Martin Hopley
By Martin Hopley

After my chat last year with Kim Braly, KBS Director of R&D and Tour Operations about the KBS wedge specific shaft and it was good to meet again at the 2016 PGA Merchandise Show in Orlando to talk about the new KBS Tour FLT shaft.

KBS Tour FLT Shaft Kim Braly Interview

Hi Kim. You’ve brought out the KBS Tour FLT flighted shaft, so can you describe what it does please?

Yes, the KBS Tour FLT is an exciting product. It’s a split design meaning it will help the long irons go a degree and a half or so higher and the short irons are going to go a degree lower than with regular shafts.

It is a flighted product somewhat similar to the old Rifle flighted product which I developed as well. The biggest difference is that this is a constant weighted product with all of the shafts being 130g, whereas the Rifle was a descending weight product.

KBS Tour FLT Shaft Kim Braly Interview

So why have you decided to bring a flighted product out?

Well, a lot of players have trouble getting the long irons into the air like they would like to and on the other side of it some players have difficulty in flighting the short irons a little bit lower when they want to, so in both those areas these shafts make it easier to do that.

Is there any reason the weight is constant rather than variable so they get heavier as you go to the short clubs?

Yes, because I wanted to keep the flex within the same range. With shafts that have the weight variation you end up going from the long irons that are an R flex or even a little bit weaker to an X shaft in the wedge. With constant weight you also keep the flex constant.

So, as the weight varies in the shaft, it impacts on the flex?

Oh, absolutely.

With descending weight shafts, how can they make a set they say is still all the way through then?

They can’t – how can you do that when you are going 3 or 4 grams lighter or heavier depending on which direction you are going in?

So is the flex determined by the weight or by the thickness of the walls of the shaft?

Both. But as you change the weight through the set, the flex changes like I said, with the long irons being in the low R’s through to the wedges that are an X.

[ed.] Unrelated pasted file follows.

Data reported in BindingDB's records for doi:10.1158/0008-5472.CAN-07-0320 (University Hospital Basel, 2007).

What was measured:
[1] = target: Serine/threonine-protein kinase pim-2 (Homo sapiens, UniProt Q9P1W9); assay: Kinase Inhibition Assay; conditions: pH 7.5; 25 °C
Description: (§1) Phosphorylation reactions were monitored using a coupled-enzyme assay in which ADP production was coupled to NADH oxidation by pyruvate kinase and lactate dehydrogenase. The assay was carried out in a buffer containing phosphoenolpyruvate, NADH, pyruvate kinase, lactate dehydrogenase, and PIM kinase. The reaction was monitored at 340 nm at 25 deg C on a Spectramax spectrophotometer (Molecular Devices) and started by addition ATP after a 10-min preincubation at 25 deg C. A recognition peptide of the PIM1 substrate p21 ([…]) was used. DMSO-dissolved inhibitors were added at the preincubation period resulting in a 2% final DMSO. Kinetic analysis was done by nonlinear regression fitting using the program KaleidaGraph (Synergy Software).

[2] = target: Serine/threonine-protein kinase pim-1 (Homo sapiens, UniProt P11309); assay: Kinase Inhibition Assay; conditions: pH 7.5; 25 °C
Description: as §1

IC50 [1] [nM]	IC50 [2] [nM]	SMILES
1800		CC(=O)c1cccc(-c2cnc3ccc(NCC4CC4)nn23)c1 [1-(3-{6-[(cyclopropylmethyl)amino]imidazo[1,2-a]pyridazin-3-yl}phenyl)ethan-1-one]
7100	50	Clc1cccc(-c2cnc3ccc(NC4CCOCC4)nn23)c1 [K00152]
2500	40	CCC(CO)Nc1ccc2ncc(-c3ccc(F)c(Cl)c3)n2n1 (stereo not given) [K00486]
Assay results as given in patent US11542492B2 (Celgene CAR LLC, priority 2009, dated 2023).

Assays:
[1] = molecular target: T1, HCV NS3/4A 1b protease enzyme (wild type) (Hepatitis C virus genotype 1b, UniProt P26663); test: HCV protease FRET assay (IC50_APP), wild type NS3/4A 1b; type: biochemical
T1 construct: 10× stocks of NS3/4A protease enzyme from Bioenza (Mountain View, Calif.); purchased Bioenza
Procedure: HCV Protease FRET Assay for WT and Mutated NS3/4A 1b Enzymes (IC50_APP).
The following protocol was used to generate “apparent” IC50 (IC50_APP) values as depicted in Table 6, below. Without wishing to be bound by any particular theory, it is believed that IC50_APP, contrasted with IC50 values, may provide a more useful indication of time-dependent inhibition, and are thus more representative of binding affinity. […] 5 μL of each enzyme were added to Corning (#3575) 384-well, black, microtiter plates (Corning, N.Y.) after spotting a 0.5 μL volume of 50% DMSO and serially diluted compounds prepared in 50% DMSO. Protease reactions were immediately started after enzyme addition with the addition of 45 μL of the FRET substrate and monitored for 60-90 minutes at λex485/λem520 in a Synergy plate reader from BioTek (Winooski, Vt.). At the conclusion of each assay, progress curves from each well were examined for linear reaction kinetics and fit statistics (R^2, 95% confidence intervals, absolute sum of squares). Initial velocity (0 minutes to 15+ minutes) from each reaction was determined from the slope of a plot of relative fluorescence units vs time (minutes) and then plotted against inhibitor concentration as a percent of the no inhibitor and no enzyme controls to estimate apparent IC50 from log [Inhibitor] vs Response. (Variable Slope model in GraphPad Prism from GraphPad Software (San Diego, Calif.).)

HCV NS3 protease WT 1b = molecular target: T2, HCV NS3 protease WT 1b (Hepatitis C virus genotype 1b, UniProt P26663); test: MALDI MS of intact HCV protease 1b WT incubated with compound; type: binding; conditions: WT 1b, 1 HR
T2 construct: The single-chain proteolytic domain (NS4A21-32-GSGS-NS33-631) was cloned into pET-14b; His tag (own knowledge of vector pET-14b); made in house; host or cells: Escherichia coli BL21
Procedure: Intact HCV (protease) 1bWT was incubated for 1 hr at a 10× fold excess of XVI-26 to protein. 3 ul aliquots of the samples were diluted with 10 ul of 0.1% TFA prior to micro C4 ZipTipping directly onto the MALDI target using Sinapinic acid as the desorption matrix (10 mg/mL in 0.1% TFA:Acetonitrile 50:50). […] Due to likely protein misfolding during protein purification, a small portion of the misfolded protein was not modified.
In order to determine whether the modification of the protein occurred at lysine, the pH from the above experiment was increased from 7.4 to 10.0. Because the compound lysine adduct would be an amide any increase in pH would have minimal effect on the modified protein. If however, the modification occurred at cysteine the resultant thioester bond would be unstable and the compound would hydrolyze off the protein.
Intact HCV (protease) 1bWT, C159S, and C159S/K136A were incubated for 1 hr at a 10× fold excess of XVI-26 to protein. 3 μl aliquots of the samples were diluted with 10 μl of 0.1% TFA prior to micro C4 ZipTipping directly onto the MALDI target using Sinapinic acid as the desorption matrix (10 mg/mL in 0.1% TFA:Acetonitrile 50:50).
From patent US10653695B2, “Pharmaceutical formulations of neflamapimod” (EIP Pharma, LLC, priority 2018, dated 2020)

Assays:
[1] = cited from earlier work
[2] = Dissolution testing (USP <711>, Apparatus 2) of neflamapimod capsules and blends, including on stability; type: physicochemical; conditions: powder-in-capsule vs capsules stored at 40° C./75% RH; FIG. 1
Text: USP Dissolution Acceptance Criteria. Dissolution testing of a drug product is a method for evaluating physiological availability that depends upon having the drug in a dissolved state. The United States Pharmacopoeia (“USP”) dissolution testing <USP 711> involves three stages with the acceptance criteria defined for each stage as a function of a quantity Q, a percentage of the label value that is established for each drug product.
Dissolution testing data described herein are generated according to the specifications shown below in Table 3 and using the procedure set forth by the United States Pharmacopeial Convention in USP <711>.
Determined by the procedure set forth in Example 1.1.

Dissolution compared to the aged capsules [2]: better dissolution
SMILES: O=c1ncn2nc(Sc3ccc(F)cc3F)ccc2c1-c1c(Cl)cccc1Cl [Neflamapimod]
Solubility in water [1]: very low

So the KBS Tour FLT is for those players who need that flight advantage in both the long and short irons?

Yes, but it has nothing to do with your level of play. Ernie Els played the flighted rifle shaft and he will play this when he knows it’s available.

Originally the flighted Rifle was designed in order to keep the scoring clubs a little bit lower because a lot of people said the rifle shafts went higher. I wanted to address that, but it turned out that the main reason most people liked it, including a guy like Ernie, is because people saw how easy it made to get long irons into the air.

And it was everybody! It was one of those things you design with a specific thing in mind and it works out great for something different than what you were originally trying to achieve.

What is it in the design and manufacturing that changes the flight?

It’s the steps. The butt section on the long irons is shorter than the butt section on the short irons so the steps start higher up on the long irons and lower than a 7 iron the steps are actually lower. The steps have the same pattern but they differ in where they start and finish.

KBS Tour FLT Shaft Kim Braly Interview

How long has the KBS Tour FLT been in the making and what is your typical lead time with R&D?

It’s hard to say there isn’t a typical time. I’ve been designing shafts my whole life you could say the R&D for this shaft has been going on for years. This one has taken longer than most as when I originally looked at flighted shafts I didn’t know if there was a need for them at the time and that was probably 15 or 17 years ago. The design was specifically to allow players to get the flight they would desire a little bit easier.

And the Tour FLT shafts are for everybody rather than aimed at a certain type of golfer?

No it’s a broad range and we are going to have it in five shaft options of X, S+, S, R and R+, so it can suit all golfers who are looking for that ability to hit the long irons a little bit higher and the short irons a little bit lower.

Would the aim for this to get is as stock shaft eventually?

It’s a brand new shaft so we’ve just introduced it, so it will be a stock shaft in 2017.

Is this the main shaft you offer now or do you still have the other shafts in the range as well?

Oh yeah we still have the other shafts. Our whole philosophy is about fitting and there is nobody who believes in fitting and the need for it more than I do so we haven’t discontinued any of our products. All of our products are designed for a specific segment of the market and if we eliminated one of our products we would eliminate a segment of the market that the shaft was designed for.


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